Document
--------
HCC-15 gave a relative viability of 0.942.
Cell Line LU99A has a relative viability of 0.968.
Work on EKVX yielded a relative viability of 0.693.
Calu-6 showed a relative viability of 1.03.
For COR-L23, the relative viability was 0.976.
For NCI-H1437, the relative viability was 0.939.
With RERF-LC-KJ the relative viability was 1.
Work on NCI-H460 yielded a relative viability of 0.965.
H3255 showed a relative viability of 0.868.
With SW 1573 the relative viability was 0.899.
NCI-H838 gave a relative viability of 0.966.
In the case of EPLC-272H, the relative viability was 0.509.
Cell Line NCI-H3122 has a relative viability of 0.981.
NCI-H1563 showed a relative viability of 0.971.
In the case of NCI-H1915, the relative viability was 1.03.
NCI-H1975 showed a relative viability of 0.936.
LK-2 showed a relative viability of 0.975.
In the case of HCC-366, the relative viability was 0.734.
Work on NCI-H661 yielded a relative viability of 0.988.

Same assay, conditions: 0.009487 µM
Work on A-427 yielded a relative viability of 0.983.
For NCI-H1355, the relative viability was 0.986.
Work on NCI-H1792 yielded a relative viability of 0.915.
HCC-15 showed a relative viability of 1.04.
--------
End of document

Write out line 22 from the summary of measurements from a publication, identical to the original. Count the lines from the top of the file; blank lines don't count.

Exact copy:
For NCI-H1355, the relative viability was 0.986.